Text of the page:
We continue our discussion with Legat Architects. Last week we introduced you to the suburban firm with the West Loop outpost that’s focused on the education, healthcare, and institutional sectors.
Today, Chief Design Officer Ted Haug, Principal Jeff Sronkoski, and President/CEO Patrick Brosnan explain to us how being focused on those markets means accessibility is a high priority. And an ever-changing one.
Jeff Sronkoski: With any institution, the concept of accessibility for all is important. Right now we’re working in Cleveland designing a pre-K-8 school where about 25% of the students are in wheelchairs and about 55% have I.E.P’s, which is an Individualized Education Plan. So it’s a special ed center that focuses on students with multiple needs.
It’s changing our perspective on how we think about access, entry, the experience of walking down the hallway, opening a door. We ask the question, “What if 100% of the children had difficulty moving, how would we design the building differently? With a standard door, what can we do differently?” We’re looking at wider doors, rolling doors, overhead doors as options for that type of facility. So we look at the institution’s needs and then come up with creative solutions.
Ted Howe: We’re trying to do it in such a way that it doesn’t look like a school for challenged students. The whole concept of universal design is that if it’s good enough for people who are disabled, then it’s good enough for everybody else, too. And there are things that are good for all buildings, like natural light and easy wayfinding. A number of the students have visual impairments, so that’s very important. The way we lay it out has to be simplistic so that you don’t go down, right, left to find something. The wayfinding has to be more simplistic.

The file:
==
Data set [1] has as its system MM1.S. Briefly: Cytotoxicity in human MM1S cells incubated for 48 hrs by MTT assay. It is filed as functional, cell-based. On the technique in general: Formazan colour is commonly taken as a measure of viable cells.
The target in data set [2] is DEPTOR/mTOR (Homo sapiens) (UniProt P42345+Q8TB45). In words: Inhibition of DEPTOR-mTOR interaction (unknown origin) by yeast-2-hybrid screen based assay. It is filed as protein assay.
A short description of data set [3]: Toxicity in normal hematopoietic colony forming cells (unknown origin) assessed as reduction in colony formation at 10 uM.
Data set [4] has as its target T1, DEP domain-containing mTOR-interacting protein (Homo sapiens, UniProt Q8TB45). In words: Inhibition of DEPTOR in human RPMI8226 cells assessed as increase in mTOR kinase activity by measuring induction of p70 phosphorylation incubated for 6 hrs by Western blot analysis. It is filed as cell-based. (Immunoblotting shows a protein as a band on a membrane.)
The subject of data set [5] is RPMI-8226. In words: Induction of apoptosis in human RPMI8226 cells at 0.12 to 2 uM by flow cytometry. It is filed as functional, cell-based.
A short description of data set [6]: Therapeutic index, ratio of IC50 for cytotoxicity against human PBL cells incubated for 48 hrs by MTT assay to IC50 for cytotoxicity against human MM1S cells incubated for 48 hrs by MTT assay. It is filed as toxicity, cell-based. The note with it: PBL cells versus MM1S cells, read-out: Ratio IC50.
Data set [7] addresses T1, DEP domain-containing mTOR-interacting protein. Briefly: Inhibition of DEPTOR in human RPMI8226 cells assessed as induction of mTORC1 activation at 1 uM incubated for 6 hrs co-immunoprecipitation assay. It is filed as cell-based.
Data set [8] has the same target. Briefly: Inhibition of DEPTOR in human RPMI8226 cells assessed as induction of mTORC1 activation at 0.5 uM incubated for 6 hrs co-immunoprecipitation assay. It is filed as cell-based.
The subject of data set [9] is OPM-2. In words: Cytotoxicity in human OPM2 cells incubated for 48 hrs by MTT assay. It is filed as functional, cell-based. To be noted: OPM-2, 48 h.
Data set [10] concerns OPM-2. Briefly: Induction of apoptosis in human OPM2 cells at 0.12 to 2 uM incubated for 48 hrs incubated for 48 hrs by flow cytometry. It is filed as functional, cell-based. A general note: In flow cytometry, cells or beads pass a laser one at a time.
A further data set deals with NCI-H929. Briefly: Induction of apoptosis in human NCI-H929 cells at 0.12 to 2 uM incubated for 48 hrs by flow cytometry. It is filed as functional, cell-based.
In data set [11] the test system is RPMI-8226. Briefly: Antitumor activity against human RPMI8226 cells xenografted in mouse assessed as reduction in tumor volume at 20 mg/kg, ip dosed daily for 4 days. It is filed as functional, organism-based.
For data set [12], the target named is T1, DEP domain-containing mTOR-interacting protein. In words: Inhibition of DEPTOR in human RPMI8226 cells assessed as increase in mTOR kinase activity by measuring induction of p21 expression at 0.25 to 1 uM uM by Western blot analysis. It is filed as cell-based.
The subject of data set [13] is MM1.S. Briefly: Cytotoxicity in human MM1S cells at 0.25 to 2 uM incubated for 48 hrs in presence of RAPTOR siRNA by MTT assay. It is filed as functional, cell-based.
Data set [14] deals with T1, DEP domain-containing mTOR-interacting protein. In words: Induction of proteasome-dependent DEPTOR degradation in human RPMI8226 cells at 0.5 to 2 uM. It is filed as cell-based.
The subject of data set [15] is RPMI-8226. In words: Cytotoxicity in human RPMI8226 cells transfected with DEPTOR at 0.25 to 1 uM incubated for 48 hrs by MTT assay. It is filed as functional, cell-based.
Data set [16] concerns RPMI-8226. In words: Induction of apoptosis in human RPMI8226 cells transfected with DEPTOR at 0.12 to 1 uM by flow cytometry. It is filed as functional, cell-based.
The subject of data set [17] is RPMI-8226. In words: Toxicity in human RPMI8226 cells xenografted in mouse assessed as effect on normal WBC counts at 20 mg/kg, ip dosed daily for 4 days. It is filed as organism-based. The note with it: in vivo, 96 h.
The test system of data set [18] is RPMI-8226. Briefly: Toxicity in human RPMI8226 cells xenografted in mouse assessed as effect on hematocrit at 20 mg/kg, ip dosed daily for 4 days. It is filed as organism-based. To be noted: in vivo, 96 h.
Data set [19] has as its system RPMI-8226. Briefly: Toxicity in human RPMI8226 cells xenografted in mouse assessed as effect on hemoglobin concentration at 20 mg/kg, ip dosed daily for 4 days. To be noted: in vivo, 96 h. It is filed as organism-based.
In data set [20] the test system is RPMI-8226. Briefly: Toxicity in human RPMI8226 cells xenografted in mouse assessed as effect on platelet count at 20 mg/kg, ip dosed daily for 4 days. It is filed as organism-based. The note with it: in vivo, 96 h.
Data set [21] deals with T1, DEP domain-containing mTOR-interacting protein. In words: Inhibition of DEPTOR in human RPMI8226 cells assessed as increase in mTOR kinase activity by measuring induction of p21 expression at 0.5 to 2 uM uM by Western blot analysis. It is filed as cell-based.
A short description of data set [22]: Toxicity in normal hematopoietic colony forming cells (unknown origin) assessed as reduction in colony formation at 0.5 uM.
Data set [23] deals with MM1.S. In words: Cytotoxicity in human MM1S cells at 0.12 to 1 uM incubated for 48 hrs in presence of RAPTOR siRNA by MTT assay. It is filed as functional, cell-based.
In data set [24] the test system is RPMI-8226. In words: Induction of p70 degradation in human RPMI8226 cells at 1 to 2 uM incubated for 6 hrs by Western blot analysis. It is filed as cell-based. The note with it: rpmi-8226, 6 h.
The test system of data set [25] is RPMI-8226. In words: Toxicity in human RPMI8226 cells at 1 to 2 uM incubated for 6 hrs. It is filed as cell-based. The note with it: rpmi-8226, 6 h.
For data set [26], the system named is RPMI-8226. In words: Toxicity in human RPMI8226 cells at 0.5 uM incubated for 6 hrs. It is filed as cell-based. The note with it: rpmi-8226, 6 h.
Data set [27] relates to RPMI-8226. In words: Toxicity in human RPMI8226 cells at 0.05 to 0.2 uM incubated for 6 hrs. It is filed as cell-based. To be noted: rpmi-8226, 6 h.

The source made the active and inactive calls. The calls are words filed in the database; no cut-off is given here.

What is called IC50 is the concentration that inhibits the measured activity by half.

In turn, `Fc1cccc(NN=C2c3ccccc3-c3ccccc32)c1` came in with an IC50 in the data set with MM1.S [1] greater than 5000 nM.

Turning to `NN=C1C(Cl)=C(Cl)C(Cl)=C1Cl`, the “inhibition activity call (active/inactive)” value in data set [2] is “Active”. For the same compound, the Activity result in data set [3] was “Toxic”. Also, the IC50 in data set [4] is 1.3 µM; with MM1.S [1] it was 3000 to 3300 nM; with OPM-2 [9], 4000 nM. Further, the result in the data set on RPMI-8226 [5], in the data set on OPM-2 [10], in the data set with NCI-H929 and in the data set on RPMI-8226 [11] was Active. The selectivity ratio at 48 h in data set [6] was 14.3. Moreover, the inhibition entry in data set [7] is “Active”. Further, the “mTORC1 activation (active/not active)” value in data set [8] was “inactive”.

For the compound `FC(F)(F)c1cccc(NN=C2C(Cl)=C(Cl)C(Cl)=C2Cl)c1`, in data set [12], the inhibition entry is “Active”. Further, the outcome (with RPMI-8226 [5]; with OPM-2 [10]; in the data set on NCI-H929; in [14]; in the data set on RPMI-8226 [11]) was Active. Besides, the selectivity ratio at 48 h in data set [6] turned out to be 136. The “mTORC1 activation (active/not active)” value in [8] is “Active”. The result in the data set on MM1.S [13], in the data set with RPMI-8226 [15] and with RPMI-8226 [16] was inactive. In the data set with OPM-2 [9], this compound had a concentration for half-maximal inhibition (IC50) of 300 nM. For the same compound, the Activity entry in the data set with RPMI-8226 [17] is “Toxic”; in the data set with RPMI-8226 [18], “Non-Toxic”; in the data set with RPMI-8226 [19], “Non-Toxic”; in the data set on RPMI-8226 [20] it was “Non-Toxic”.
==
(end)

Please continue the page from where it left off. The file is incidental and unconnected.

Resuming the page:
Sronkoski: It’s a more democratic way of thinking about design.
Patrick Brosnan: You’ve got to put yourself in the position of those students. So we meet with the visual impaired instructors and talk about what those students’ experiences are like.
We talk about natural light, well be careful with natural light because if it’s too bright you end up with a glare. Because these students are able to perceive changes in color and light so if it’s too bright it can distract them.
Also, if 25% of students are always in a wheelchair, what do we do with the window heights to make sure they’re able to be used by everybody?
A lot of hallways will have handrails for students that have cerebral palsy, or have limited movement, or maybe they’re recovering from an accident. So with the handrails we thought it would be a really cool idea if the north-south hallways had one type of handrail, and then the east-west hallways would have a gnarled [texture] so the students would know their direction. Immediately the visual impaired teachers said absolutely not. Because the hallways in this building are going to teach [the students] how to wayfind in a grocery store or an apartment building and up and down the block, so [they] want them to have that challenge. Don’t make it difficult, but also don’t give them a crutch that they’re not going to have when they go to a high school building or a grocery store.
Sometimes it’s the change in air pressure as they navigate that they’ll recognize as they walk through a the intersection in a building. Or sometimes it’s a sound. The way air moves down a hallway. All of those experiences they want the students to have so that they learn how to map it out in their head.
Editor: Do you find that some of the things you learn in the educational realm are useful when designing other kinds of buildings?